I write to you as someone who has competed in six Chess Olympiads; as someone who loves Chess; as someone who recognizes that the Chess Olympiad is, above all other events, the one which best embodies the spirit of FIDE as stated in the motto “Gens una sumus”.
The situation that has developed in recent weeks is potentially the biggest tragedy ever to undermine the world of organized Chess. With legal threats and ultimatums flying around and about to land in the next few days, almost every member country in FIDE, and thousands of their players, are at risk of being deprived of their once-in-two-years opportunity to participate in the biggest, and for many players the most important and the most enjoyable of all Chess competitions.
From the competitive standpoint the Chess Olympiads are about much more than the cups and medals awarded to the top teams and players. They provide many countries, especially the growing number of smaller FIDE countries, the best international competitive opportunities for their leading players. Also, the Olympiads are much more than mere competition – they are the biggest social events of the Chess calendar, giving the players and officials the opportunity to meet their Chess friends from around the world and to make new friends. I was fortunate in being able to experience, at first hand, the wonderful Chess experience that is the Olympiad, and I believe that the same experience, the same competitive opportunity, the same pleasure, should be made available to the teams of every member country in FIDE.
Gens una sumus. We are one family. Please do not forget, dear members of the “Tromsø Olympiad 2014” Organizing Committee, that Gens una sumus is the basis on which FIDE was founded, and on which FIDE should always be allowed to operate. It is for this reason that FIDE President Ilyumzhinov has exercised his ultimate control of the event, to insist that all those countries who registered their original participation for the event be allowed to take part and be granted the necessary visas.
This year’s Olympiad is the product of two “parents” – yourselves and FIDE. The father of the event, responsible for its existence, is FIDE, which has sowed the seed of the Olympiad every time it has taken place since it was first born in the 1920s. This year you are the mother of the Olympiad, hopefully giving birth to it on August 1st. Sometimes, as is the case this year, parents squabble, which is saddest of all for their children. And when such squabbles take place, all of the sensible recommended advice is that the most important thing of all is to do whatever is in the best interests of the children. I ask you not to allow whatever difficulties are being faced by your committee to act against the best interests of your child – the 2014 Chess Olympiad, and against the interests of the countries and their players and officials who have planned to come to Tromsø.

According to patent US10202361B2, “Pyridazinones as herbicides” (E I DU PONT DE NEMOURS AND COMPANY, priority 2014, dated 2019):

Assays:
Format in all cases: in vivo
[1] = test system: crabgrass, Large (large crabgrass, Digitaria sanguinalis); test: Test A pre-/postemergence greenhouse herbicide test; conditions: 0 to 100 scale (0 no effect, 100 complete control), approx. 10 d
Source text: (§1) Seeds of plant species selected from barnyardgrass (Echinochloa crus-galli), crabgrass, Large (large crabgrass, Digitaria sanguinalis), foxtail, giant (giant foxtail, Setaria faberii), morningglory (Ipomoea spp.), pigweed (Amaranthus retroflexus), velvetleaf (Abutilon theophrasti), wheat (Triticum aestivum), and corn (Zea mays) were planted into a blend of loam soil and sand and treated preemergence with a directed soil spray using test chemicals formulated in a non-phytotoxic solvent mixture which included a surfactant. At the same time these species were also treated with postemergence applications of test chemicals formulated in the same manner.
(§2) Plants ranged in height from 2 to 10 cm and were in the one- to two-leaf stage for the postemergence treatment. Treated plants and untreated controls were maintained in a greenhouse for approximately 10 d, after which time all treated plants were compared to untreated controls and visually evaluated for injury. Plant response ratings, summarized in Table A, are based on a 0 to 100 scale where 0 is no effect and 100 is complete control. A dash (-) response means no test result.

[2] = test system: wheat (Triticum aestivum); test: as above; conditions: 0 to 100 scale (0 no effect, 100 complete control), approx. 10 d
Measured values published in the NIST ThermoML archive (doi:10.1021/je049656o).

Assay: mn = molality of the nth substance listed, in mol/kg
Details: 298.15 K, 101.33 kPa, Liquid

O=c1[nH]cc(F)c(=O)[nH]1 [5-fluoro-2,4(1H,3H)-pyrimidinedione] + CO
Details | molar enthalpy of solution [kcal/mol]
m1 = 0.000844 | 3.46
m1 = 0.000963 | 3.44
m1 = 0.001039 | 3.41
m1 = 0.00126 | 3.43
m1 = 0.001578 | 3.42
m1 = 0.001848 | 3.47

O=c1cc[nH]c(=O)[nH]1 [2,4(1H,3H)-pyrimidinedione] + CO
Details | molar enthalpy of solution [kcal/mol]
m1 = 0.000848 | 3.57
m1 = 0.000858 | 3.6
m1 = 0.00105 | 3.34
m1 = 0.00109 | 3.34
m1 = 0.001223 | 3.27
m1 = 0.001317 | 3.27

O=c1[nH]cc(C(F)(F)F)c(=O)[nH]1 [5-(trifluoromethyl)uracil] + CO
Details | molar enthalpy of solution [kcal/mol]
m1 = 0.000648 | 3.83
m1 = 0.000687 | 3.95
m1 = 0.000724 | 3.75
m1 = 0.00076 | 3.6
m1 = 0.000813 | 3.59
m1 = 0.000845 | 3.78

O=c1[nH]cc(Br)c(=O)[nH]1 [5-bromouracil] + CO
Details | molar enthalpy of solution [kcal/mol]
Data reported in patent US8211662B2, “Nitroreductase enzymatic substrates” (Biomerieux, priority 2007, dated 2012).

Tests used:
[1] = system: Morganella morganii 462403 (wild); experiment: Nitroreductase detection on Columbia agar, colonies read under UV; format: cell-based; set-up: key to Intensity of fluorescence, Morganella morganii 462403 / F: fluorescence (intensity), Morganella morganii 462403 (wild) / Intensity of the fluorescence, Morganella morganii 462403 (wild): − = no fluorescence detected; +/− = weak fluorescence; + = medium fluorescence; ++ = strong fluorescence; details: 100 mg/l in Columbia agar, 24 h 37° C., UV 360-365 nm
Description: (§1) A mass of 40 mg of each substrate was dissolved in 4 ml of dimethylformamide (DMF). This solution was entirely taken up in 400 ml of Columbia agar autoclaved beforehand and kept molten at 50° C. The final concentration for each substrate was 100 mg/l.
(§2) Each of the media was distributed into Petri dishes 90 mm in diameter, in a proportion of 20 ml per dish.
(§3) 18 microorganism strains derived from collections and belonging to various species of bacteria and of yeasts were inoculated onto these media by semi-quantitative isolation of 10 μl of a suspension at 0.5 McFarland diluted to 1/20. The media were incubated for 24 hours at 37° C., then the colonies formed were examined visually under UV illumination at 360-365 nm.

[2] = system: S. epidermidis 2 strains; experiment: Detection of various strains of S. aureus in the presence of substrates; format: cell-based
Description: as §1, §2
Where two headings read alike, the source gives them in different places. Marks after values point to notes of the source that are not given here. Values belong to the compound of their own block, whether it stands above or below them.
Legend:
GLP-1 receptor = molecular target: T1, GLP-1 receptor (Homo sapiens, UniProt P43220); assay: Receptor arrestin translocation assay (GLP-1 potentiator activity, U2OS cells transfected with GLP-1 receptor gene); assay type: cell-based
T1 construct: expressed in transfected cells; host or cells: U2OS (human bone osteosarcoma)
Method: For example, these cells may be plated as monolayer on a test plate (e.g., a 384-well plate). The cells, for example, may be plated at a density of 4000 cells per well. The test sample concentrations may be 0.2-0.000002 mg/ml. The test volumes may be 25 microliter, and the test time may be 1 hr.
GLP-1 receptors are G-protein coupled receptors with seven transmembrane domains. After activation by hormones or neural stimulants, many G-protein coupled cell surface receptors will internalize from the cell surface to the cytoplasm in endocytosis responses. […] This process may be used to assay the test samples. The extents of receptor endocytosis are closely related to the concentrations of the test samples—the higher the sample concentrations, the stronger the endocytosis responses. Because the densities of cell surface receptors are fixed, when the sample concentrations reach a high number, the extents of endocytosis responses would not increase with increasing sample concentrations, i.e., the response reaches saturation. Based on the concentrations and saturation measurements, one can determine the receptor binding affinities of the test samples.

I ask you to allow all those who wish to in this great family to come together in Tromsø in two weeks time, to participate in, celebrate and enjoy the wonderful event that is the Chess Olympiad. I ask you to put aside whatever differences you have with FIDE. I ask you to find solutions to whatever problems your committee is facing at this late stage. I ask you to talk to and work creatively with FIDE in the true spirit of Gens una sumus, to solve all such problems, and not to make the problems worse or create new ones. In an organizational project such as the Chess Olympiad there are few problems that cannot be solved with additional money, and I feel sure that, whatever additional money you need in order to enable you to accept the FIDE President’s instruction to admit all the teams who originally registered, with good will on both sides you will find a way to solve that problem. Yes there might still be problems in finding enough hotel rooms, but again, with good will and sufficient effort it must be possible to find acceptable accommodation for everyone.
Please dissolve the current squabble so that your child, the 2014 Chess Olympiad, is born healthy in two weeks time.
Gen una sumus.
London, July 19th 2014.